Showbiz hit the right stride with everyone it seems, this time. It brought them to tour with some support slots of The Foo Fighters, Red Hot Chili Peppers and more in the United States. Yeah. That's how good it was. Check some songs out for yourself.
Muse once again hit all the right notes with their second full-length album, Origin of Symmetry. It established them firmly in the States and other areas, and got them some great tours. Who said hard work doesn't pay off?
Throughout signings, tours, festivals and some R&R days at home, we'll fast-forward to the album Absolution, the amazing album that brought us the single "Time is Running Out". It also, after a time, received Gold status in the United States.
This album delves deeper into their classical influences, yet somehow smashing hard rock sound, all the while keeping it flowing and smooth. You would think Muse were professionals. Even though the album goes through many different sounding tracks, the overall theme of the album is pretty evident. The end of the world, and reactions to it. This, once again taking to the hints of prior albums, mainly has to do with Matt's interest in the supernatural, science, futurism, and conspiracy theories. Finally making nice wholly with the big guys in Britain and a new record deal in the US, Muse went on their first national tour. I bet they have fun tour stories from that. New Zealand, Australia, France, America, Canada. What fun that must have been.
In and out of their tours, the band released five singles.
The popularity of Muse wasn't just in people's minds, although. It came out in awards. They won two MTV Europe awards, including Best Alternative Act and another Q award for Best Live Act. Not to say that Muse didn't deserve it, of course. And at the 2005 BRIT awards, there came another Best Live Act.
In April of '05, a company released a DVD bio called Manic Depression of Muse, although the band wasn't involved with the project. It included a few unreleased songs, and live performances at different venues across the countries.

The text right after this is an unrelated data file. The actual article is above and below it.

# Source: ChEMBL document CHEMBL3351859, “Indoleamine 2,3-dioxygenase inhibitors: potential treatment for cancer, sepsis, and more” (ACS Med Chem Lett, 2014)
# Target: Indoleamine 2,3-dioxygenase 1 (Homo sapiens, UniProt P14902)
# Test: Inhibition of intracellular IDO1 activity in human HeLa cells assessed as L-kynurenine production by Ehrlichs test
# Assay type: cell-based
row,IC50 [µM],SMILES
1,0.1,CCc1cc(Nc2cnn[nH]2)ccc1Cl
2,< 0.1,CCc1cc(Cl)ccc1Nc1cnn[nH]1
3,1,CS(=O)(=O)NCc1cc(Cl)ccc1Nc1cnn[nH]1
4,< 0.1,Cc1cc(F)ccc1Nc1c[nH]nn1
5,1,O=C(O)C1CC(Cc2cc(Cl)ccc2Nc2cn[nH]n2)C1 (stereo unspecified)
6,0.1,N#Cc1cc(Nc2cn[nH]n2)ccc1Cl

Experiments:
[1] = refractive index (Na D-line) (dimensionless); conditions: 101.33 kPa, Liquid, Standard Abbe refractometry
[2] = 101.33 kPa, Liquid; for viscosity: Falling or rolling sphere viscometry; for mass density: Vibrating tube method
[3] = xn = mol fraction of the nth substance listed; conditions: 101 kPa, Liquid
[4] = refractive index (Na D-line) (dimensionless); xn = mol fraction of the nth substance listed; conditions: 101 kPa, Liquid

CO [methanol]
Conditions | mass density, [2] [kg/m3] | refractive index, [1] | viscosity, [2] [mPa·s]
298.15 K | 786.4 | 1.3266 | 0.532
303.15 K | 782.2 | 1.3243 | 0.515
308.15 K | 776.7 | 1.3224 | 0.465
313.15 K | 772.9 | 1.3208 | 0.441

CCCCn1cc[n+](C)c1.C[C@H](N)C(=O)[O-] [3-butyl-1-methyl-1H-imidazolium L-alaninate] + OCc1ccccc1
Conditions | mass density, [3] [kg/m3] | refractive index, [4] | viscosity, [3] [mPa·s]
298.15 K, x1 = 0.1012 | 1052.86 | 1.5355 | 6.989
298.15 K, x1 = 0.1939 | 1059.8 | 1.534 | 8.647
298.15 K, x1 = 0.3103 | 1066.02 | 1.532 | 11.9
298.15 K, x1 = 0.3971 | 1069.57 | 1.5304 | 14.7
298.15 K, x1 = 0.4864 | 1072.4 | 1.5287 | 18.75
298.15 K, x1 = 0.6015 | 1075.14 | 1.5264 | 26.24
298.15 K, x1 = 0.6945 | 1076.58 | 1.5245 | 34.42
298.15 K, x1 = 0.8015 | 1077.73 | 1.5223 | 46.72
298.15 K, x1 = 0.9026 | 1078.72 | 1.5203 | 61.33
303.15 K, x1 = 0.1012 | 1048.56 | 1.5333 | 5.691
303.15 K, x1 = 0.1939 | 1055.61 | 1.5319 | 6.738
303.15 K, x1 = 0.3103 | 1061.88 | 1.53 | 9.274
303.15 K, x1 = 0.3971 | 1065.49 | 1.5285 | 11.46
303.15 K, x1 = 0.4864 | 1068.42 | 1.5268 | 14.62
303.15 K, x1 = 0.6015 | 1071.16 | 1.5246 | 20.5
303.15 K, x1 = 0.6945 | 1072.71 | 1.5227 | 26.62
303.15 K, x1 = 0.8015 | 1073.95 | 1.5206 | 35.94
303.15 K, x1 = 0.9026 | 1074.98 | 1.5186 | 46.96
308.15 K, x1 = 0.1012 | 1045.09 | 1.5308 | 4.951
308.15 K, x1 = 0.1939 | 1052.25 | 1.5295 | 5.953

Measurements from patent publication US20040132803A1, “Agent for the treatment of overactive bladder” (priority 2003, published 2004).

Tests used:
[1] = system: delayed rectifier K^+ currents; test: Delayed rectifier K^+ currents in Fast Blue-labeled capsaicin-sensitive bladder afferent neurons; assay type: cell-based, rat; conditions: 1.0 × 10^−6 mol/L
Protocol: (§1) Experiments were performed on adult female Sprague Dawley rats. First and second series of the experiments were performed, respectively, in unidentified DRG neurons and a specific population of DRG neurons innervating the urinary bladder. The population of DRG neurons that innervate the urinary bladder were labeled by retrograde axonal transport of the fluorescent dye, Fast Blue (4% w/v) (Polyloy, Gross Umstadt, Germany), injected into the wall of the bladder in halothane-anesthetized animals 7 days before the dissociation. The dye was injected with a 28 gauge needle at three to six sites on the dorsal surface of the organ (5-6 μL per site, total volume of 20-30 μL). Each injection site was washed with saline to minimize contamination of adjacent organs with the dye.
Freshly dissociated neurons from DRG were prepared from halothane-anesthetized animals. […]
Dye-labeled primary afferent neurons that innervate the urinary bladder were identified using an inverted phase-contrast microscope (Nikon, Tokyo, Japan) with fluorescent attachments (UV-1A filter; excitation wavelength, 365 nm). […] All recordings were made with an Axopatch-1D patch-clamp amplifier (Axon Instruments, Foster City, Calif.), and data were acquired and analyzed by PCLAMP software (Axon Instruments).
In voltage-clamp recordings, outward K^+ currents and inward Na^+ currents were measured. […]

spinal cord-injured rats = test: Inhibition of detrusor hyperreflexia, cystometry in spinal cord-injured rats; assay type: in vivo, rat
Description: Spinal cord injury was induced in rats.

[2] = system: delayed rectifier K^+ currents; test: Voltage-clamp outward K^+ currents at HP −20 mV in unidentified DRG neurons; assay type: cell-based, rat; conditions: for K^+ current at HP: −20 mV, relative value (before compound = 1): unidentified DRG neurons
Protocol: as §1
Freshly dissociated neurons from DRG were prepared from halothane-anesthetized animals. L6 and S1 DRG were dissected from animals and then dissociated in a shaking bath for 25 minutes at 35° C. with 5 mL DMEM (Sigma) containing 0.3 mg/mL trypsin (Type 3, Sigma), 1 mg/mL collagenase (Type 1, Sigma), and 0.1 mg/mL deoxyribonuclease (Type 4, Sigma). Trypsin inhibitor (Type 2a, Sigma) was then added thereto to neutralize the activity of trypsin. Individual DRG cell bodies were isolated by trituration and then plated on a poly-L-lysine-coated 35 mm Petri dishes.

Then came the album of Muse, as it has been called, Black Holes and Revelations.
The record was released in Europe on July 3rd, and in North America July 11th. Unfortunately, the album leaked on the Internet, but that didn't stop Black Holes and Revelations to have excellent sales and reviews. Don't believe me? Hah.
The album was charted No.1 in the U.K. and much of Europe, hit 9 on Billboards, and was nominated for the Mercury Prize Award in 2006, along with another Q award like before for Best Live Act. No big shocker there. Q also stated that it was one of the best albums of the year. Planet Sound also named it album of the year. Some of the songs off the album also charted extremely high on the charts all over the world.
"Supermassive Black Hole," a single off the album, was released on June 12, and contained a B-side song, "Crying Shame". "Starlight" single was released in September, as well as some more radio-only singles.
Some more awards came along their way. They won Best Alternate and Best Live Act again, from MTV, along with a Best Rock award. Another Best Live Act award for Muse, from BRIT, and they were also up for Best Album and Best British Band, but both went to the Artic Monkeys (pretty good band :P).
So, what's next for Muse? Matt says the band is already working on another album, and has some really great material written already. There's been whispers that the band is veering off towards even more electronic and dance music. Heck, there's even been talk about having an orchestra play some songs for the new album, which Matt says will be self produced to have more freedom.
I'm sure whatever Muse decides to do, it will turn out even better than the last.
What's next for "The Music Scene"? It's something completely different, I'm proud to say. Not a band, or a Grammy winner, but a young New York City drummer that I'm proud to say I've met and played with, and turns out to be one of the drumming rising stars in the country. Father Dartanyn Brown, famous bassist and jazz musician, couldn't be more proud. Can you guess who it is? Come on. Have a try.